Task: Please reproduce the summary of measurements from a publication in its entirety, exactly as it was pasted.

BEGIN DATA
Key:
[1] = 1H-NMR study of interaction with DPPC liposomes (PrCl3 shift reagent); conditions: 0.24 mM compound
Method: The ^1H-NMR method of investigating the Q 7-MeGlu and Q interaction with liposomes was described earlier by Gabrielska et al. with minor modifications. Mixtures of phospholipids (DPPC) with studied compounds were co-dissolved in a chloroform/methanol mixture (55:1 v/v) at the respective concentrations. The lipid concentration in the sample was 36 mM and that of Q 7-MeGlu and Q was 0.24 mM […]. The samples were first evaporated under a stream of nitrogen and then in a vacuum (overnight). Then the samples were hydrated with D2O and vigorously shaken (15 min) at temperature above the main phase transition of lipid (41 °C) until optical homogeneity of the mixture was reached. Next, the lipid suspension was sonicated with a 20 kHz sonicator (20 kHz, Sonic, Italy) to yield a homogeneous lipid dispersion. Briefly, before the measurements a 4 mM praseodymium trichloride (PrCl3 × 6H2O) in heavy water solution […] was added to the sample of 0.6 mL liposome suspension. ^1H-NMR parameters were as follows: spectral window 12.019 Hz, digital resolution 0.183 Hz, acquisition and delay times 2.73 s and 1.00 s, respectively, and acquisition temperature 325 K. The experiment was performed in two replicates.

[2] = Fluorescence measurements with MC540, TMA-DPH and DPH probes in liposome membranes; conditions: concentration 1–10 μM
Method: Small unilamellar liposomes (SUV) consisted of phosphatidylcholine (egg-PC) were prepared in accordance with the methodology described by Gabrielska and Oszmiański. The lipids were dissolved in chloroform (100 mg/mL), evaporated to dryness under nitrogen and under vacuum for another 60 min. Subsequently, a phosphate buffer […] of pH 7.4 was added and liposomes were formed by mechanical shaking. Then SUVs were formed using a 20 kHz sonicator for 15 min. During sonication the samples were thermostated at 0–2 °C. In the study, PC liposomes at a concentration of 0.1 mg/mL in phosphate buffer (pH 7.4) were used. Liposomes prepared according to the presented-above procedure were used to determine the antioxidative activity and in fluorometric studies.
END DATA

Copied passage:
Key:
[1] = 1H-NMR study of interaction with DPPC liposomes (PrCl3 shift reagent); conditions: 0.24 mM compound
Method: The ^1H-NMR method of investigating the Q 7-MeGlu and Q interaction with liposomes was described earlier by Gabrielska et al. with minor modifications. Mixtures of phospholipids (DPPC) with studied compounds were co-dissolved in a chloroform/methanol mixture (55:1 v/v) at the respective concentrations. The lipid concentration in the sample was 36 mM and that of Q 7-MeGlu and Q was 0.24 mM […]. The samples were first evaporated under a stream of nitrogen and then in a vacuum (overnight). Then the samples were hydrated with D2O and vigorously shaken (15 min) at temperature above the main phase transition of lipid (41 °C) until optical homogeneity of the mixture was reached. Next, the lipid suspension was sonicated with a 20 kHz sonicator (20 kHz, Sonic, Italy) to yield a homogeneous lipid dispersion. Briefly, before the measurements a 4 mM praseodymium trichloride (PrCl3 × 6H2O) in heavy water solution […] was added to the sample of 0.6 mL liposome suspension. ^1H-NMR parameters were as follows: spectral window 12.019 Hz, digital resolution 0.183 Hz, acquisition and delay times 2.73 s and 1.00 s, respectively, and acquisition temperature 325 K. The experiment was performed in two replicates.

[2] = Fluorescence measurements with MC540, TMA-DPH and DPH probes in liposome membranes; conditions: concentration 1–10 μM
Method: Small unilamellar liposomes (SUV) consisted of phosphatidylcholine (egg-PC) were prepared in accordance with the methodology described by Gabrielska and Oszmiański. The lipids were dissolved in chloroform (100 mg/mL), evaporated to dryness under nitrogen and under vacuum for another 60 min. Subsequently, a phosphate buffer […] of pH 7.4 was added and liposomes were formed by mechanical shaking. Then SUVs were formed using a 20 kHz sonicator for 15 min. During sonication the samples were thermostated at 0–2 °C. In the study, PC liposomes at a concentration of 0.1 mg/mL in phosphate buffer (pH 7.4) were used. Liposomes prepared according to the presented-above procedure were used to determine the antioxidative activity and in fluorometric studies.